Washington: In its bid to help astronauts on the International Space Station (ISS) focus on key space research, NASA is asking coders to create algorithms for Robonaut 2 or R2 that will improve its 3D vision to maintain the orbiting laboratory.
The “Robonaut Vision Tool Manipulation” contest offers a total of $10,000 in prizes for the best algorithms to help the first humanoid robot on the ISS see better.
Serving as an extra set of hands for ISS crew members, R2 is looking to help with the more mundane or repetitive tasks that are required for maintaining the million-pound laboratory — freeing up its human colleagues for critical science and repair work.
While astronauts can control R2 directly, making the robot more autonomous will make work on the station and on future deep space exploration missions more efficient.
One goal is to help R2 “see” better. In order to use a tool, R2 relies on an algorithm to determine a 3D representation of the tool.
The algorithm works with the robot’s control system and allows R2 to create a plan for grasping objects and completing its tasks.
Existing algorithms assume that high-resolution images are always available but new algorithms are needed that can determine differences in objects based on noisy, stereo vision data.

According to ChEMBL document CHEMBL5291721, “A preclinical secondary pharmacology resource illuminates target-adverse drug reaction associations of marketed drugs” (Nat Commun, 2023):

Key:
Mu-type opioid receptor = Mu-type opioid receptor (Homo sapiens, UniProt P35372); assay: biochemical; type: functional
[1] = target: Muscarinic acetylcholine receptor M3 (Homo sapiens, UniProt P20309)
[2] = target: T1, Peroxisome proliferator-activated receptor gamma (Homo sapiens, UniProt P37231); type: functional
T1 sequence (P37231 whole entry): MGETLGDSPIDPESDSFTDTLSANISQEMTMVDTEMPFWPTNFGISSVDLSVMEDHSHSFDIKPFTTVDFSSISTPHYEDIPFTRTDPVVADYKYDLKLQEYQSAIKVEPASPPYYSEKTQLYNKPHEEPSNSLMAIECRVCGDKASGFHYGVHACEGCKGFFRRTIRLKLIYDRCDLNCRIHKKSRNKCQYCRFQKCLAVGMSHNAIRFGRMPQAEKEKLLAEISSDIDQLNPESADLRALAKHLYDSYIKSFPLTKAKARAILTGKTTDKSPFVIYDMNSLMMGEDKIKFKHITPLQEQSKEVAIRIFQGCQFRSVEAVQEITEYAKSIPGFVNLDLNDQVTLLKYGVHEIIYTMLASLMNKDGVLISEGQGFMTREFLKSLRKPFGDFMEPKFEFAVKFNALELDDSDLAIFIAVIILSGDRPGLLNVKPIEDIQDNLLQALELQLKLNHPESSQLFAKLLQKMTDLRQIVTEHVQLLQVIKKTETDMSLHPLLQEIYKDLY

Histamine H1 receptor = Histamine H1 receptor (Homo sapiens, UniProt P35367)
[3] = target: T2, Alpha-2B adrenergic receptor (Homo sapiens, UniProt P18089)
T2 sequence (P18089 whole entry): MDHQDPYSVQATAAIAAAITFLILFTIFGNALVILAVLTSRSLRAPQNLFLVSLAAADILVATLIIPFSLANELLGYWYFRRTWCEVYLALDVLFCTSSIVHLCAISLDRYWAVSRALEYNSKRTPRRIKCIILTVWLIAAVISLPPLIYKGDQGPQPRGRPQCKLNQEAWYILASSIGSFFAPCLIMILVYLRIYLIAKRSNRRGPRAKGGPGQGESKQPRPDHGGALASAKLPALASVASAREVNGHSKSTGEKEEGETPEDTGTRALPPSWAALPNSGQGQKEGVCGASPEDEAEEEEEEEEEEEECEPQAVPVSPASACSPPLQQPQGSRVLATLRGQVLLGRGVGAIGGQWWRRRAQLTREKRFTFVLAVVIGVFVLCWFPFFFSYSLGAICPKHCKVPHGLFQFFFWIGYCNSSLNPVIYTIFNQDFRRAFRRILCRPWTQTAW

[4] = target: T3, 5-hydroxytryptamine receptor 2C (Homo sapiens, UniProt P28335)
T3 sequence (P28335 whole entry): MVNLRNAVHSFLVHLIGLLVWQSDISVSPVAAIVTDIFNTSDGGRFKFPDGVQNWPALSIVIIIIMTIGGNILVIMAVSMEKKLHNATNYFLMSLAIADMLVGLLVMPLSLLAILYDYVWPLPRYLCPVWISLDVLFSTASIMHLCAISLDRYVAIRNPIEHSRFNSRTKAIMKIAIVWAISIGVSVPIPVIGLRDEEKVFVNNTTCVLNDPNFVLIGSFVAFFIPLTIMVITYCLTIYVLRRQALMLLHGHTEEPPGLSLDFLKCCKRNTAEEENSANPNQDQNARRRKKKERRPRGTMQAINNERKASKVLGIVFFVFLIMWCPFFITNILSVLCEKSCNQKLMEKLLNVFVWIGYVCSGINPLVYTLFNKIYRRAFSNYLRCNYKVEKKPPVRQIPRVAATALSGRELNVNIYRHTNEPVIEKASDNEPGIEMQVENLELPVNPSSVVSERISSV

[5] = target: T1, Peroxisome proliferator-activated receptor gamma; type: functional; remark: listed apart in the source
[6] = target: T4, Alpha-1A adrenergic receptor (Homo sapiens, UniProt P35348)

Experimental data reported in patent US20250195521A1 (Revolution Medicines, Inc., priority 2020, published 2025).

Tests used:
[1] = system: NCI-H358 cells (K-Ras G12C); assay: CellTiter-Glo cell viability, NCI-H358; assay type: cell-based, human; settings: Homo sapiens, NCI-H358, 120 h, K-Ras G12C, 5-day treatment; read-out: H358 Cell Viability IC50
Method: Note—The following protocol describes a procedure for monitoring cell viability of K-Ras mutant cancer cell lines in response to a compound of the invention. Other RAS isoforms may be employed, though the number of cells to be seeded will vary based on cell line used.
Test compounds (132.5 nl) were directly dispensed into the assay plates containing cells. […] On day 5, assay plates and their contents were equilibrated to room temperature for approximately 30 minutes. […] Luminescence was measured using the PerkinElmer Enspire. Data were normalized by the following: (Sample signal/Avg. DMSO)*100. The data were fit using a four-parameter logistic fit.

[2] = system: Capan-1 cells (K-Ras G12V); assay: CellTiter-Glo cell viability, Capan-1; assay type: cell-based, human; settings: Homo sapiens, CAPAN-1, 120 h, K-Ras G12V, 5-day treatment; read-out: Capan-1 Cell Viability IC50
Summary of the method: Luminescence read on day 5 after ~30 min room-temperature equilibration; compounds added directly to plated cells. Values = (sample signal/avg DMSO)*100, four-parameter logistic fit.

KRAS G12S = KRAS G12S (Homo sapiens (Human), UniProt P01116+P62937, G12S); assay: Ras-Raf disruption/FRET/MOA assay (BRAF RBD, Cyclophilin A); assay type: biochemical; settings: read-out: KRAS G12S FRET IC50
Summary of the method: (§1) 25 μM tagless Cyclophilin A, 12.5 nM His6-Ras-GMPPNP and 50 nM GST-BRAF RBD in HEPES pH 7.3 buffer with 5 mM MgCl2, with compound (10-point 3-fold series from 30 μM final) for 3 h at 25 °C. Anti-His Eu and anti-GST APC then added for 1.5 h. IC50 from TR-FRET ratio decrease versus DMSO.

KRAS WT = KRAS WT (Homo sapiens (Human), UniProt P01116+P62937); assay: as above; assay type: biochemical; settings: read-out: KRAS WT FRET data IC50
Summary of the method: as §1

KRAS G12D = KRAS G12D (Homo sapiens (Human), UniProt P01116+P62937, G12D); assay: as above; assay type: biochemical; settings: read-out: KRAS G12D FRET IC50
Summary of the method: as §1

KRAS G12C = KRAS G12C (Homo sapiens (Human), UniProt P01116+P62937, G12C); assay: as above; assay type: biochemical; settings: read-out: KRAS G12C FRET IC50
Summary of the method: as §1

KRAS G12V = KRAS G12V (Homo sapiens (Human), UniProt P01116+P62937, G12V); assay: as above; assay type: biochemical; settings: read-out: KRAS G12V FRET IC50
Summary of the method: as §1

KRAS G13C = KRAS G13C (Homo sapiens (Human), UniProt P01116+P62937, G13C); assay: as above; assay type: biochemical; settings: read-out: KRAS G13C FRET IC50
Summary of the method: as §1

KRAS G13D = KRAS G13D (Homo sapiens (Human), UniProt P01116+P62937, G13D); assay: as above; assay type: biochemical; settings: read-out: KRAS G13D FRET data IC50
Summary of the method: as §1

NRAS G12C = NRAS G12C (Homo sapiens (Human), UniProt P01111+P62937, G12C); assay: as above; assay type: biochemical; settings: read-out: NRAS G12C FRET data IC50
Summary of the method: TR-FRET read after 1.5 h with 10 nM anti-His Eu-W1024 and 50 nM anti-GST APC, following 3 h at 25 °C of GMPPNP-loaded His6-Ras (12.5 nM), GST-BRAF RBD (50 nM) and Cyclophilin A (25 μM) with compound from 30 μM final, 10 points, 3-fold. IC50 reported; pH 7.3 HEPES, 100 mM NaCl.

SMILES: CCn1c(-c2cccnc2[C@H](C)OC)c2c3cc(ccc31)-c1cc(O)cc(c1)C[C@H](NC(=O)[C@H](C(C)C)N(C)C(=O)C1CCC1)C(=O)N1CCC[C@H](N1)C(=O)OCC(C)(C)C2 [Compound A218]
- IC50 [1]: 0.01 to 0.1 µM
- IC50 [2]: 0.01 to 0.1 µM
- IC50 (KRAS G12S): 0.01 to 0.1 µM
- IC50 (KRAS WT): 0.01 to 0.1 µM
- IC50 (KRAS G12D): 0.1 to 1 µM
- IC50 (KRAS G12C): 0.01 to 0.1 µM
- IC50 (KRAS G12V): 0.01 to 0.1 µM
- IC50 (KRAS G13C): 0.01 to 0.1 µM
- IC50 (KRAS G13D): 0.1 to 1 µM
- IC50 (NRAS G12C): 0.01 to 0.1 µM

“The objective for the contest is to create algorithms that will receive a pair of noisy stereo images of common space tools such as an Radio-frequency identification (RFID) reader, an EVA handrail or a softbox, among others, and determine the correct 3-D representation of the object in the image pair,” the US space agency said in a statement.
For example, R2 manages inventory using an RFID reader and fastens bolts with a drill.
The first Robonaut R1 was built as a ground prototype to explore the potential for a humanoid robot to help astronauts during spacewalks by preparing worksites and providing an extra pair of dexterous hands during maintenance tasks.
R2 was co-developed with General Motors (GM) through a Space Act Agreement.
R2 is a faster, more dexterous robot than the first iteration of Robonaut.
With more sensing, a greater range of motion and a safety system that allows it to work side-by-side with astronauts, R2 holds great potential to assist with space station activities.
The contest is supported by NASA’s Space Technology Mission Directorate and managed by NASA’s Center of Excellence for Collaborative Innovation (CoECI).